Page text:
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In re Lehman Bros., Inc.

United States District Court, S.D. New York

March 17, 2015

In re LEHMAN BROTHERS INC., Debtor.
v.
JAMES W. GIDDENS, as Trustee for the SIPA Liquidation of Lehman Brothers Inc., Debtor MOORE CAPITAL MANAGEMENT, LP, on behalf of MOORE GLOBAL INVESTMENTS, L.P., Claimant,

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For Moore Capital Management, LP, on behalf of Moore Global Investments, L.P., Claimant: Jeffrey M. Eilender, Esq., Erik S. Groothuis, Esq., Samuel L. Butts, Esq., Schlam Stone & Dolan LLP, New York, NY; Lauren Teigland-Hunt, Esq., Teigland-Hunt LLP, New York, NY.

For CFTC, Amicus Curiae: Jonathan L. Marcus, Esq., Robert R. Wasserman, Esq., Robert A. Schwartz, Esq., Anne W. Stukes, Esq., U.S. Commodity Futures Trading Commission, Washington, D.C.

For James W. Giddens, as Trustee for the SIPA Liquidation of Lehman Brothers, Inc.: Michael E. Salzman, Esq., Anson B. Frelinghuysen, Esq., Marlena C. Frantzides, Esq., Hughes Hubbard & Reed LLP, New York, NY.

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OPINION AND ORDER

Shira A. Scheindlin, UNITED STATES DISTRICT JUGDE.

I. INTRODUCTION

Before the Court are cross-motions for summary judgment in a dispute over the status of the claims asserted by Moore Capital Management, LP, on behalf of Moore Global Investments, L.P. (" MGI" ), against the estate of Lehman Brothers Inc. (" LBI" ). In addition, the Commodity Futures Trading Commission (" CFTC" ) has filed an amicus curiae brief urging this Court to deny MGI the " customer" status it seeks.[1]

On September 19, 2008, LBI was placed into liquidation under the Securities Investor Protection Act (" SIPA" ) of 1970, and James W. Giddens was appointed Trustee.[2] SIPA governs the liquidation of broker-dealers that are registered with the Securities Exchange Commission (" SEC" ). In addition to having the general duties and powers of a bankruptcy trustee, a SIPA trustee is charged with recovering " customer property" -- i.e., the cash and securities held in brokerage accounts -- which is then pooled and distributed to " customers" pro rata.[3] With respect to LBI's brokerage business, the Trustee has satisfied in full all undisputed customer claims, and has also made significant distributions to general unsecured creditors.

Prior to being placed into liquidation, LBI was also a commodity broker registered as a futures commission merchant (" FCM" ) with the CFTC. When a debtor operates as both a broker-dealer and a commodity broker, SIPA trustees are authorized to administer the commodity broker estate -- separate from the SIPA estate -- in accordance with the Bankruptcy

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Code's commodity broker liquidation provisions, subchapter IV of chapter 7 (" subchapter IV" ).[4]

Subchapter IV provides that " customers" of a commodity broker business are entitled to receive a pro rata distribution from " customer property." Customer property is defined as " cash, a security, or other property, or proceeds of such cash, security, or property, received, acquired, or held by or for the account of the debtor, from or for the account of a customer." [5] Under subchapter IV, " customer" status hinges on whether a creditor's claim is on account of a " commodity contract," as defined by section 761(4).

Thus, in a liquidation of a broker-dealer that was also a commodity broker, separate pools of customer funds are created for broker-dealer and commodity broker customers. In this case, the Trustee has not separately administered an estate under subchapter IV because LBI's exchange-traded derivatives business was sold to Barclays Capital Inc. on September 22, 2008, and there have been no valid customer claims asserted against the estate.[6] However, MGI contends that it is entitled to " customer" status because its claim against LBI is on account of funds held by LBI to margin commodity contracts.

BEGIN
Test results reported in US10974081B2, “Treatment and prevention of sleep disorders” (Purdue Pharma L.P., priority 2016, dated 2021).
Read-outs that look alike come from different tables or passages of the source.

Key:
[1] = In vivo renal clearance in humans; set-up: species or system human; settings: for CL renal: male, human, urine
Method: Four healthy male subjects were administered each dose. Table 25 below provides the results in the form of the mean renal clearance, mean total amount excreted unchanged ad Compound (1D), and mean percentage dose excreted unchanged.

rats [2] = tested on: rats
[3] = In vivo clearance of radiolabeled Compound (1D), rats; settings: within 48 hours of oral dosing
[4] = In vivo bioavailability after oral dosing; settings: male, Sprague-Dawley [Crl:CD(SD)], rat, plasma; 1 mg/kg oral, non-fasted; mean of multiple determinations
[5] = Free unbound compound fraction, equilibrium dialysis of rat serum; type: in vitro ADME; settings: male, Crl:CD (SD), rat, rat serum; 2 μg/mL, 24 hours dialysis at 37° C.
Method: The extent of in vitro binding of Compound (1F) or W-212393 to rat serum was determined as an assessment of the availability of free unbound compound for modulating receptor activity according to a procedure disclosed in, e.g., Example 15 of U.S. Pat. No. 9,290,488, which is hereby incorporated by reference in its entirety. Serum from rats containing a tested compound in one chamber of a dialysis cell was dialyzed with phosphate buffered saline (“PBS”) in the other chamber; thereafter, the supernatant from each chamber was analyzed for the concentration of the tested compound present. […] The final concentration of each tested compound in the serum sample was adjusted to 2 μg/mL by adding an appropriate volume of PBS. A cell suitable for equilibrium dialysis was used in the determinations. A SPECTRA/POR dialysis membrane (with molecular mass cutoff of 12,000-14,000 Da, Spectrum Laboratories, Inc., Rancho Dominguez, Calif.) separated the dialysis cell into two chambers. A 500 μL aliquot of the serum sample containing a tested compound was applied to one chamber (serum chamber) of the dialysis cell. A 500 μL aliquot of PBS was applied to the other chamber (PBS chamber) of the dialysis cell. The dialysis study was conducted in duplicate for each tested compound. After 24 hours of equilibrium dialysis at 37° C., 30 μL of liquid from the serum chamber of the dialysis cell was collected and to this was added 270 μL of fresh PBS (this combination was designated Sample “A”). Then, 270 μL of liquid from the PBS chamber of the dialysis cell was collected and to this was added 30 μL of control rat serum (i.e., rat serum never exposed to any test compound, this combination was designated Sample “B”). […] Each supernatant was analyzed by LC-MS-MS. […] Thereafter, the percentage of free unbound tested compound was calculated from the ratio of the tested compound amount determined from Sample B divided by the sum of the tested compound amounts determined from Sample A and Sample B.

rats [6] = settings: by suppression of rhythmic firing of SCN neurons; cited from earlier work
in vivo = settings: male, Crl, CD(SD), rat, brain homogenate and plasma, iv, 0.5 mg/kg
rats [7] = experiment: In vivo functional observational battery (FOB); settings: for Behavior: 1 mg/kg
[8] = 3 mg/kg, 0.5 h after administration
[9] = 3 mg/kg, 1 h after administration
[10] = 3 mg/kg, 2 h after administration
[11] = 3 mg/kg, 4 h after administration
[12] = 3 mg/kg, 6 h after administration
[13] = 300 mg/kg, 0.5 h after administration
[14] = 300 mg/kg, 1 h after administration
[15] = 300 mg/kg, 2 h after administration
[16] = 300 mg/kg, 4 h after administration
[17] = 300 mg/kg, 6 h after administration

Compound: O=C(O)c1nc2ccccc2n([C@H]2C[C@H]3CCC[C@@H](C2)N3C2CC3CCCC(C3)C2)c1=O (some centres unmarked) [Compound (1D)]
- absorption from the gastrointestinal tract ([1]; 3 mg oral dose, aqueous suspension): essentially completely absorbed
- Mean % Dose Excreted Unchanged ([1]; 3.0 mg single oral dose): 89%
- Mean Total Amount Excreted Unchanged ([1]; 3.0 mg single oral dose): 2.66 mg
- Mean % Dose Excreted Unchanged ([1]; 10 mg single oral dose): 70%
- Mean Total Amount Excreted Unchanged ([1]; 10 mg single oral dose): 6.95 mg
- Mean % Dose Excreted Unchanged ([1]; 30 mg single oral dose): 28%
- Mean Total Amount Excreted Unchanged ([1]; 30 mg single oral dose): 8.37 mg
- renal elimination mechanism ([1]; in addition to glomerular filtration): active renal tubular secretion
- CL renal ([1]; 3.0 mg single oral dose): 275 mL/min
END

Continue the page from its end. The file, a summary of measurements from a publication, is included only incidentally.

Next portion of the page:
The Trustee does not deny that MGI has a claim against the estate. But the Trustee argues that the transactions giving rise to MGI's claim -- over-thecounter (" OTC" ) foreign exchange contracts (" OTC FX Contracts" ) in which LBI and MGI were counterparties -- are " forward" contracts that do not qualify as commodity contracts under subchapter IV. Accordingly, the Trustee argues that MGI is not entitled to customer status and is instead a general unsecured creditor. For the following reasons, the Trustee's motion is GRANTED to the extent of confirming its determination that MGI's claim is not entitled to customer status, and MGI's motion is DENIED. Further proceedings are necessary to determine whether the funds used to margin the OTC FX Contracts are property of the estate.

II. BACKGROUND[7]

In January 2003, MGI and LBI entered into a Master Institutional Futures Customer

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Agreement (the " Customer Agreement" ), which resulted in the opening of two accounts.[8] The Customer Agreement permitted MGI to trade both OTC FX Contracts and exchange-traded futures contracts.[9]

Under paragraph 2 of the Customer Agreement, MGI " agree[d] to maintain such collateral and/or margin in its account as LBI in its reasonable discretion may require." Paragraph 5 states that " [a]ll Contracts and other Property belonging to [MGI] which LBI . . . may at any time be carrying for [MGI] or holding in its . . . possession or control on behalf of [MGI] for any purpose, including safekeeping, shall be held by LBI as security and be subject to a general lien and right of setoff for the discharge of all liabilities and obligations of [MGI] owed to LBI . . ."